This post was last updated on February 1st, 2017 at 04:27 pm.
In working with churches and their accounting systems, which involves budgeting, I see a lot of focus around budgets instead of the standard financial accounting reports approved by FASB (Financial Accounting Standard Board). While budgets are good tools, nonprofits must understand they are only a tool and don’t replace common sense understanding of financial statements.
Budgets don’t tell the organizations if it’s financially healthy or if they can embark on a new project or mission. Furthermore, when your audited, budgets are not even looked at, but in many instances have the most time devoted to them by staff or volunteers. Auditors want to know the revenue that came in and what you actually spent the money on – not what was projected. 🙂 From the perspective of auditing and organizational financial health, the budget which has the most time dedicated to it, has very little if any importance. It would appear that financial statements that show what actually happened is more important, but less time is devoted in understanding them.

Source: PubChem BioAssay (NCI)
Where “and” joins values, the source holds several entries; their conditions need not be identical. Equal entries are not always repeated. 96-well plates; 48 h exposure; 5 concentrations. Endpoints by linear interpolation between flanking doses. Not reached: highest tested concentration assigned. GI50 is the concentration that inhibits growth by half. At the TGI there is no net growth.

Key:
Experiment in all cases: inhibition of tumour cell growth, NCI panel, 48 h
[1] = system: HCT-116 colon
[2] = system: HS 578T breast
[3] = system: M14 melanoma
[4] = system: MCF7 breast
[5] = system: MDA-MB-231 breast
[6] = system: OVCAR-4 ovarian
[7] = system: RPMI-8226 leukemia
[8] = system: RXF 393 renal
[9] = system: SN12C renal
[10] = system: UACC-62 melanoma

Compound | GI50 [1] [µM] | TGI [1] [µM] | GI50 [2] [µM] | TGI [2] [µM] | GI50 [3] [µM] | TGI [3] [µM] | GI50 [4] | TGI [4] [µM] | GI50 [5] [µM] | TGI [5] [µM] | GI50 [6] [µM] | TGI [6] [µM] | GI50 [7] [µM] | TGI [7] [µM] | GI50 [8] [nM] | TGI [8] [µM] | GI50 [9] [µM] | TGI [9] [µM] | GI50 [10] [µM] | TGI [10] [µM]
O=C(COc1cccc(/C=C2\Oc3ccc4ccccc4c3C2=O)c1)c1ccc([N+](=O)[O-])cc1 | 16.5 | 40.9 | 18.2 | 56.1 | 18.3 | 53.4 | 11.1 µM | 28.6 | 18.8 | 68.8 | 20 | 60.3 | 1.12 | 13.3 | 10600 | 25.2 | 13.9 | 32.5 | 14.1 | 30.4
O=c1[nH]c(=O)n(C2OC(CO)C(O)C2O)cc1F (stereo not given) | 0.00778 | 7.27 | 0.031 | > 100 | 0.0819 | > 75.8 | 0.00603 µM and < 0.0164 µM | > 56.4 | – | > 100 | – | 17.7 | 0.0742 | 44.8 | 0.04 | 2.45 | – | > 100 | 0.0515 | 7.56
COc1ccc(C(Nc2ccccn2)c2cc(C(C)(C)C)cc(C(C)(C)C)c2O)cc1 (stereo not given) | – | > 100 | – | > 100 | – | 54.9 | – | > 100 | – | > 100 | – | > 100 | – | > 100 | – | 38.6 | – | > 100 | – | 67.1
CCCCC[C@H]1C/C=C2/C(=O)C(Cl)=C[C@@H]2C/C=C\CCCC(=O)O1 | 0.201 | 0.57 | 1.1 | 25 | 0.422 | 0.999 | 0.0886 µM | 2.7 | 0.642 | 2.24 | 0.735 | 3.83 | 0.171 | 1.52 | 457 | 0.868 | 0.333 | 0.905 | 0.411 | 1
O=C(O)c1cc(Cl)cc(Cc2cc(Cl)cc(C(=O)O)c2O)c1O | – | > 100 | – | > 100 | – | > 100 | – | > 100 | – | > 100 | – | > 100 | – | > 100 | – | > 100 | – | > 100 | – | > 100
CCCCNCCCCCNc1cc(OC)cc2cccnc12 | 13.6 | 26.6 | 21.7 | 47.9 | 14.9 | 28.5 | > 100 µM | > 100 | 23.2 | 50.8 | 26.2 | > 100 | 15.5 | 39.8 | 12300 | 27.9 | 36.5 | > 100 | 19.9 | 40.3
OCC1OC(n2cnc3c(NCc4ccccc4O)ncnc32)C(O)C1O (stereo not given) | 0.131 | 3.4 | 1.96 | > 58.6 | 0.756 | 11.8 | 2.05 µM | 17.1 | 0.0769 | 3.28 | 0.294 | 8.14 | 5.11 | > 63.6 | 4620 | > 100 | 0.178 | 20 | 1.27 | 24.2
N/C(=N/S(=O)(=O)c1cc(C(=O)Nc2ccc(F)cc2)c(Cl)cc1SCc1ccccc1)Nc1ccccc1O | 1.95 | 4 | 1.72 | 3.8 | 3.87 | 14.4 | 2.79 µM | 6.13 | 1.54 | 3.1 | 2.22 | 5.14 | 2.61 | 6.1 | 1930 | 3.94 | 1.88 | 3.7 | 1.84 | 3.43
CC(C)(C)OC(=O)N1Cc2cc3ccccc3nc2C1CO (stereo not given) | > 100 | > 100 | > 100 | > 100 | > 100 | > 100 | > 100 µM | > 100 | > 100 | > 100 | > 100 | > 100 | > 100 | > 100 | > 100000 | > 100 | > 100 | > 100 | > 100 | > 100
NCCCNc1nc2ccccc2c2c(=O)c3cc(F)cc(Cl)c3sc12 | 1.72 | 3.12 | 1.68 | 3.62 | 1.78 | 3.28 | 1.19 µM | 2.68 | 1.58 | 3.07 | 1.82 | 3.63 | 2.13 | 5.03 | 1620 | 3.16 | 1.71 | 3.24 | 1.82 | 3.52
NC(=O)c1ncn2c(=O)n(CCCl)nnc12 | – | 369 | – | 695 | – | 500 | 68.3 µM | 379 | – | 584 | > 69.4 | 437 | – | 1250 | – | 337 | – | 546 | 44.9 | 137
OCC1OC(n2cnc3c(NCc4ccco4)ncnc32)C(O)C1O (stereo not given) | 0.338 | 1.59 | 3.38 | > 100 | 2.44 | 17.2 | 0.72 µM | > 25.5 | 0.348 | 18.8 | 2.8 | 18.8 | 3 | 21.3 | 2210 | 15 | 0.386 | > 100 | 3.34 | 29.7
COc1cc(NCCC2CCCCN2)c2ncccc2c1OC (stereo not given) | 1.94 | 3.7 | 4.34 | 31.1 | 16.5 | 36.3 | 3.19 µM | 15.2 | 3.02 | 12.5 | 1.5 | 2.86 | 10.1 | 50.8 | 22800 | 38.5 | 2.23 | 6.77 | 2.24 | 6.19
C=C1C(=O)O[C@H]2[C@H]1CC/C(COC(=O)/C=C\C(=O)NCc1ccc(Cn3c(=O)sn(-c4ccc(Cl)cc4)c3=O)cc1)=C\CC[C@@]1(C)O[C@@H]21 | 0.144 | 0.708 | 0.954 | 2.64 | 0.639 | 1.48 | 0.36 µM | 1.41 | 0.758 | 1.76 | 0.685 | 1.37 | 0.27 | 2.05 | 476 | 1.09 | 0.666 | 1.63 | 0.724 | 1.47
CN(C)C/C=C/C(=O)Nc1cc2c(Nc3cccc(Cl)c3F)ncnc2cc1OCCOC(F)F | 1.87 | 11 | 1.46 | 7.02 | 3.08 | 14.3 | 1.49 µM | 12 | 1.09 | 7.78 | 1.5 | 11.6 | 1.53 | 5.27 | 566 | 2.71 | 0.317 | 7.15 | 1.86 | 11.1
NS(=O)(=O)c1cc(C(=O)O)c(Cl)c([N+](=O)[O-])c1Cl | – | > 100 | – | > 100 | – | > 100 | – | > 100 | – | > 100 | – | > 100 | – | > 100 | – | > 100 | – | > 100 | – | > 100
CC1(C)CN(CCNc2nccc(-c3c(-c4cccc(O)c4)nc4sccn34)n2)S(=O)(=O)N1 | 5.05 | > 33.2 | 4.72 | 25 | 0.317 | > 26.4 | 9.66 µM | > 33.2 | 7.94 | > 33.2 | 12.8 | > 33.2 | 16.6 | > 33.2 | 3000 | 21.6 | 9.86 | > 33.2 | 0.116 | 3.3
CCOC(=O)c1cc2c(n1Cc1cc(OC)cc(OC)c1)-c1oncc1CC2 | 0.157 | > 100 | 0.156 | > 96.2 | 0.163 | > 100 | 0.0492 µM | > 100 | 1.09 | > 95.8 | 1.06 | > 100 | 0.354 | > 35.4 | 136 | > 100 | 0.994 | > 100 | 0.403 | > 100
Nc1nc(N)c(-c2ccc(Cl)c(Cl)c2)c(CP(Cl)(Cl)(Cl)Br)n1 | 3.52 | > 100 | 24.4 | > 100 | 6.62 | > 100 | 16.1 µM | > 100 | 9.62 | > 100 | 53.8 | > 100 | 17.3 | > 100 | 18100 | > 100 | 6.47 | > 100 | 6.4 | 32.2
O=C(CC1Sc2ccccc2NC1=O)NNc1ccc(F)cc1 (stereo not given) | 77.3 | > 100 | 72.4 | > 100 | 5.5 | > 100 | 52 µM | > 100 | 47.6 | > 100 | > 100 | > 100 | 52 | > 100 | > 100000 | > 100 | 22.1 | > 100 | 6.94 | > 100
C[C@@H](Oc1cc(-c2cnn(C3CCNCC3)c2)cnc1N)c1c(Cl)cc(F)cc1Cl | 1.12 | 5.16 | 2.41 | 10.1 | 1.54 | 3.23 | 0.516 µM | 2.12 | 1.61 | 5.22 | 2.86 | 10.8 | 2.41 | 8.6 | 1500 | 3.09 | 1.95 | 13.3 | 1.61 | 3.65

If I could make an analogy here about budgets and what they have become to many organizations – not just non-profits. Budgets are treated like a storage tank for each line item. For example, at the start of the fiscal year, this storage tank gets filled up with all the money for each line item so each ministry has their allotted money for the year. There’s one enormous problem with this thought process. The organization hasn’t collected the money to fill the tanks up yet. Because the organization is just starting its fiscal year and needs donations to fill the tanks, the ministries can’t assume they have the money because the budget says so. The tanks get filled as the year progresses and donations come into the organization, not on the first day of the fiscal year.
Stay tuned for the second part in this three-part series. We will discuss some budget assumptions that can really turn things upside down.